The Goss-Grove neighborhood is a quiet residential enclave in the center of Boulder, bounded by Canyon to the north, Arapahoe to the south, 17th St. to the west, and Folsom to the east. It’s quiet largely because it’s nearly cut off from the rest of the street network. The only through access to the area for cars is 22nd Street, which connects Canyon and Arapahoe north-south. At the same time though, the area is relatively permeable to bikes and pedestrians, with little pocket parks and community gardens making some of the north-south connections at 18th, 19th, 21st, 22nd and 23rd Streets, which all connect Arapahoe and Canyon. Running east-west, Grove Street becomes Grove Circle, connecting 15th all the way to Folsom St. for pedestrians.
If you’re willing to walk through the parking lot by James Travel and Mondo Robot, you can get all the way from the Farmer’s Market to McGuckins on very quiet streets.
As a bicyclist, you can get through too, but it’s not designed to make it easy. With some relatively minor changes to the Grove corridor, we’d be well on the way toward creating a Neighborhood Greenway like the ones Portland, Oregon has been putting in. Streetfilms looked at them in this video:
Goss-Grove would be a great corridor to develop for bikes, since riding on either Canyon or Arapahoe is not particularly attractive. Canyon is a big, fast road, and Arapahoe isn’t really wide enough to safely share the lane with cars — you just have to take it and hope they pass you without too much honking. There’s the Boulder Creek Path of course, but it follows the creek as it bends southward, diverting you away from the main shopping destination. The next bike friendly corridor to the north is Walnut, and it veers northward just as far. Either of those options forces the rider to get onto Folsom, which does have a bike lane, but it’s not exactly what I’d call family friendly:
I already ride this corridor regularly because it’s quiet and direct, but it could be so much more accommodating. What would need to change? Three things.
The Obstacle Course
At the intersections of both 21st and 23rd St. with both Goss and Grove, you run into these bollards and chains, which can be especially scary at night if you’re not expecting them.
And then at 21st:
Some cyclists have made a track through the dirt, jumping the curb, and apparently cutting the chain to provide direct access east-west. We could formalize this connection for bikes, allowing easy passage both north-south and east-west through these four intersections.
The next obstacle is the fact that between 15th and 17th St. Grove is one-way, going only west. Today, many cyclists simply ignore this, and ride the wrong way down it for two blocks. Traffic is so low that conflicts are rare:
Or, if you’re stubbornly legalistic, you can jog half a block to the south and take the alley for two blocks.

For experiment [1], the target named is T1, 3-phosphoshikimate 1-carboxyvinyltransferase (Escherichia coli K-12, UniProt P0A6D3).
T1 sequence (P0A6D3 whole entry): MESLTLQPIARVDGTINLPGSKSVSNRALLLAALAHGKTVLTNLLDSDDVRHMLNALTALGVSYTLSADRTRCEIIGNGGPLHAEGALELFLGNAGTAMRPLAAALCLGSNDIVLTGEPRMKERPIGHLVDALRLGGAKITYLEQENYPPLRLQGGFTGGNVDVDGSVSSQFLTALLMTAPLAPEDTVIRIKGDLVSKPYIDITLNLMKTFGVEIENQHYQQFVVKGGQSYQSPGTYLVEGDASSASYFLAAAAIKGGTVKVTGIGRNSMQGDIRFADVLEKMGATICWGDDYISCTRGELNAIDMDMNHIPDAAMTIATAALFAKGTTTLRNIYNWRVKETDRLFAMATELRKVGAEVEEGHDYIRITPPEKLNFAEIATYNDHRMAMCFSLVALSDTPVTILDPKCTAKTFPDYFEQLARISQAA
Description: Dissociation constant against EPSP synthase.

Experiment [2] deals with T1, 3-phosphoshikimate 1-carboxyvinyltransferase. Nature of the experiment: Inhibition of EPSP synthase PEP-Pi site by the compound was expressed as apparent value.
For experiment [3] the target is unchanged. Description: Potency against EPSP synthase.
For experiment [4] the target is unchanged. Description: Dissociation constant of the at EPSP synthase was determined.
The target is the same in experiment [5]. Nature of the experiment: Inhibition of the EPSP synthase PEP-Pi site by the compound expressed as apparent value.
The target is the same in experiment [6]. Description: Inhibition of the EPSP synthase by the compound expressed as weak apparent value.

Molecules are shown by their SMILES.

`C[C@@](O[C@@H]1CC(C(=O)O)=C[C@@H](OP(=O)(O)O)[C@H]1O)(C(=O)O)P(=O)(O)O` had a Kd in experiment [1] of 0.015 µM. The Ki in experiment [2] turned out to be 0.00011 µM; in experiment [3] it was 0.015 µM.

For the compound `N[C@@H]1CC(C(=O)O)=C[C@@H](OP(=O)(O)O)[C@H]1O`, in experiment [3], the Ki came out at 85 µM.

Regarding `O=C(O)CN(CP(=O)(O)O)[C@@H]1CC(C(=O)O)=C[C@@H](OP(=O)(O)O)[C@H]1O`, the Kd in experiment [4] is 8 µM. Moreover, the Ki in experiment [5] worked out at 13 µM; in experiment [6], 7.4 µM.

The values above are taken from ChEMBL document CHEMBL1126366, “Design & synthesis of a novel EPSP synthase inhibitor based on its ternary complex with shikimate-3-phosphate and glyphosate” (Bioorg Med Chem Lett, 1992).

Instead, we could make Grove 2-way (there’s plenty of right-of-way), and if the neighborhood still wants traffic mitigation on the street, a diverting treatment similar to the ones at the intersections of 21st, 23rd, Goss and Grove could be installed, directing eastbound traffic on Grove south onto 16th, and westbound traffic on Grove north to Canyon, but allowing bikes and pedestrians to pass freely through the intersection in any direction. Alternatively, the pedestrian refuge island at 17th could be extended to block through cars on Grove, but allow easy passage for bikes, along the lines of the median at Walnut and Folsom.
The last missing connection is the block between 15th and 14th Streets. You head north on 15th until you get to the parking lot next to Mondo Robot and James Travel:
which connects through to the stub that comes off of the Boulder Creek Path and passes between BMoCA and the Dushanbe Tea House
Ideally there’d be enough space along the irrigation canal that’s between The Rink building and James Travel to have the path take a more direct route for that one block before hooking up with Grove.
Understandably, the property owners here want to discourage any kind of “social” trail developing on their property along the canal.
Neighborhood Greenways or Bike Boulevards as they’re sometimes known, are a great addition to the infrastructure toolbox, because they’re attractive to the entire 8-80 year old cycling demographic, they help keep the neighborhoods they pass through calm and safe, and they don’t require (much) dedicated right of way — they just create corridors along which priority has been clearly given to people, instead of cars.
Goss-Grove is just one place that we might begin to introduce them as an option. 4th Street along the west edge of town is another corridor that’s well on its way, as is the 13th St. bikeway that parallels Broadway in the northern part of central Boulder. What are some other possibilities?